“I know, darling. Obeying is very hard sometimes, even for Mommy. I have a hard time obeying God sometimes too.”
Just like my eldest, I get very frustrated with how difficult it is to obey. I want to just fix everything that is ugly and wrong in my heart. I want my heart to be pure and whole and I want this right now.
Our conversation reminds me of what I read in Brother Lawrence’s “The Practice of the Presence of God” where Brother Lawrence says that perhaps God doesn’t want us to try to fix everything in our hearts all at once. Perhaps God just wants us to focus on one or two things at a time while we allow Him to change our hearts:
When an occasion of practicing some virtue was offered, he addressed himself to God saying, “Lord, I cannot do this unless Thou enable me”. Then he received strength more than sufficient. When he had failed in his duty, he only confessed his fault saying to God, “I shall never do otherwise, if you leave me to myself. It is You who must hinder my failing and mend what is amiss.” Then, after this, he gave himself no further uneasiness about it.
Why do I feel as though I must agonize over my disobedience? Why do I think that I must be pure before I am worthy of God’s love, worthy to ask Him for anything? Isn’t that the whole point of the cross…that I cannot be worthy on my own?
In Mark 9, a father brings his demon-possessed son to Jesus’ disciples who are unable to cast out the demon. The disciples try to cast out the demon without prayer, without asking for God’s help. This is what I do all the time. I try so hard to cast out my own failures, my sin, the ugliness of my heart without asking for help. Just as the disciples did, I underestimate the power of evil in the world and in myself. I don’t see how weak and proud I am.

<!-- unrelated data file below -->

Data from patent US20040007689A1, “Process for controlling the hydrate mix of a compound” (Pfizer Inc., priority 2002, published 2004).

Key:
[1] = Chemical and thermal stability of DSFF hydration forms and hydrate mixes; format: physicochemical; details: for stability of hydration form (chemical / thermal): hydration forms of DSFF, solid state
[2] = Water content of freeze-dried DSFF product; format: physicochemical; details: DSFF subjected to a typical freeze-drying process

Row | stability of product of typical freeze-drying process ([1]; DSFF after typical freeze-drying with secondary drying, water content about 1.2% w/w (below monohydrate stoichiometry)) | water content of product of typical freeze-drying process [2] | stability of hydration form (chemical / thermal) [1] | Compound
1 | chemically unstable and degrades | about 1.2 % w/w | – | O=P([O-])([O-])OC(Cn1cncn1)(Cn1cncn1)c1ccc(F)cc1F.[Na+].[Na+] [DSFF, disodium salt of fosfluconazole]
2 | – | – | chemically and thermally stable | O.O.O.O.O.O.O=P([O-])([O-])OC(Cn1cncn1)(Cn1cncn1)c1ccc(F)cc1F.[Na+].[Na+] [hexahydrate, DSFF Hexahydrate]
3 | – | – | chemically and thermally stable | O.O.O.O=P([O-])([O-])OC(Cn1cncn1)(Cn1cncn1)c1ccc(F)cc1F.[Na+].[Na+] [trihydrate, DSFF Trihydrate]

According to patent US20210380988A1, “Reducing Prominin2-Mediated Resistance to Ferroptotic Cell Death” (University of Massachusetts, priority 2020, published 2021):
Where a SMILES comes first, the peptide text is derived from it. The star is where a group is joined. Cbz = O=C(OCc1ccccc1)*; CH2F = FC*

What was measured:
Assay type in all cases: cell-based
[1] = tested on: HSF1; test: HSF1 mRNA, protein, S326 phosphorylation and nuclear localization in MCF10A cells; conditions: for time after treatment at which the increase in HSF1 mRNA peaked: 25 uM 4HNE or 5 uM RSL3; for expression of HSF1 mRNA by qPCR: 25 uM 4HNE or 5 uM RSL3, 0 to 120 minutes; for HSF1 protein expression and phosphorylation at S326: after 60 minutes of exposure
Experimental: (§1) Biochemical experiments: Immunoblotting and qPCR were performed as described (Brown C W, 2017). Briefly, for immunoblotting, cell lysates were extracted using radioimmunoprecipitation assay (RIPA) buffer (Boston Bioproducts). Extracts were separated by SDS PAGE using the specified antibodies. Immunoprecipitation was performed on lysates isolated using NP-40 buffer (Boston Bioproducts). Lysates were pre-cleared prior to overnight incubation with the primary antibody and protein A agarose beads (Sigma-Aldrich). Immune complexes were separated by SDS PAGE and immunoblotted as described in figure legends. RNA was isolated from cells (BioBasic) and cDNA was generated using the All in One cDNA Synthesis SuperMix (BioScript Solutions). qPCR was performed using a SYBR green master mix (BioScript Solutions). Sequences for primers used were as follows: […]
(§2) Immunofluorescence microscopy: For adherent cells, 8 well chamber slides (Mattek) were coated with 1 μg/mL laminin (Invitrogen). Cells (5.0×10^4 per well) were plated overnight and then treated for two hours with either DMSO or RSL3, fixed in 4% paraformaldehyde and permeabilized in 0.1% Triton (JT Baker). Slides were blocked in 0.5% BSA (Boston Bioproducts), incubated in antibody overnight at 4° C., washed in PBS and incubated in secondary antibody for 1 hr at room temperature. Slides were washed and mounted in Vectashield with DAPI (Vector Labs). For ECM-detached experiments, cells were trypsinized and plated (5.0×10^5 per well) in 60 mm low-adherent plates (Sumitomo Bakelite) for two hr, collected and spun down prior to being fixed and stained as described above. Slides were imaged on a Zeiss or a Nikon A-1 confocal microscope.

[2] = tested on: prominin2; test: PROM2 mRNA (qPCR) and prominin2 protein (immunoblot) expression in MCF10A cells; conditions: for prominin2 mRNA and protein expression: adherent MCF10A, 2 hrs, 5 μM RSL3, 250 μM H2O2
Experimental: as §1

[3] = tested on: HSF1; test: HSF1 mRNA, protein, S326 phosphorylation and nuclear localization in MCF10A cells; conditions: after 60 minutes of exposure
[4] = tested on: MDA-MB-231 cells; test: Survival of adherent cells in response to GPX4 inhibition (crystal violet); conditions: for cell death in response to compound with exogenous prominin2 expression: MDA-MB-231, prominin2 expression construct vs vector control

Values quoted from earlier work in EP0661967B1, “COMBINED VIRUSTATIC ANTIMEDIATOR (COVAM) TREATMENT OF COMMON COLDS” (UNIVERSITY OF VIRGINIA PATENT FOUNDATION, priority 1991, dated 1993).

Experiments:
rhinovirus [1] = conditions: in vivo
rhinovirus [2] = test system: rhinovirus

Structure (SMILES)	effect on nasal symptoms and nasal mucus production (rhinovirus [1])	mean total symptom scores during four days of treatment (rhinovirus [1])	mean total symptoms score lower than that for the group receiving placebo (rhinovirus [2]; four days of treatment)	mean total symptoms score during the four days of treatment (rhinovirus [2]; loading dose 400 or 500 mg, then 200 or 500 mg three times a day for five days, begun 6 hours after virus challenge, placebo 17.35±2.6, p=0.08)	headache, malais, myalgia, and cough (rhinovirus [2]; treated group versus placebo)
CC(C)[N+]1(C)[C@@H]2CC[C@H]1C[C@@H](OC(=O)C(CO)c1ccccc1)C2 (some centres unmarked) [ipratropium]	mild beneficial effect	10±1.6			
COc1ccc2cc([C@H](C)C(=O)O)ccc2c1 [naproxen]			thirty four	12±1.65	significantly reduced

Then Jesus has an exchange with the father that gives me such hope!
This man asks Jesus, “Would you heal my son?” And Jesus says, “Everything is possible for him who believes.” That is, “I can do it if you can believe.” The father responds, “I do believe; help me overcome my unbelief!” That is, “I’m trying but I’m full of doubts.” Then Jesus heals the man’s son. This is very good news. Through Jesus we don’t need perfect righteousness, just repentant helplessness, to access the presence of God.
Jesus could have told the man, “I am the glory of God in human form. Purify your heart, confess all your sins, get rid of all your doubts and your double-mindedness. Once you…can come before me with a pure heart, then you can ask for the healing you need.” But Jesus doesn’t say that–not at all. The boy’s father says, “I’m not faithful, I am riddled with doubts, and I cannot muster the strength necessary to meet my moral and spiritual challenges. But help me.” That’s saving faith–faith in Jesus instead of in oneself. ~ King’s Cross by Timothy Keller
Putting my faith in Jesus rather than in myself. Telling God that He must mend and clean my broken and ugly heart if He wants my heart to change…and then not worrying about it anymore!
To be able to confess to God when I fail and then leave it with Him ~ this is grace.
To allow Him to change me while I simply rest in His love ~ this is grace.
May I remember this grace instead of being frustrated with my inability to obey.
May I trust that God’s seeming delay in making my heart beautiful is what is best, that the journey is somehow essential to the goal, rather than being impatient for a perfect heart right now.
art credits: “Brother Lawrence in the Kitchen” from a book published by Fleming Revell Co. in 1900; “Christ with Martha and Maria” by Henryk Semiradsky in 1886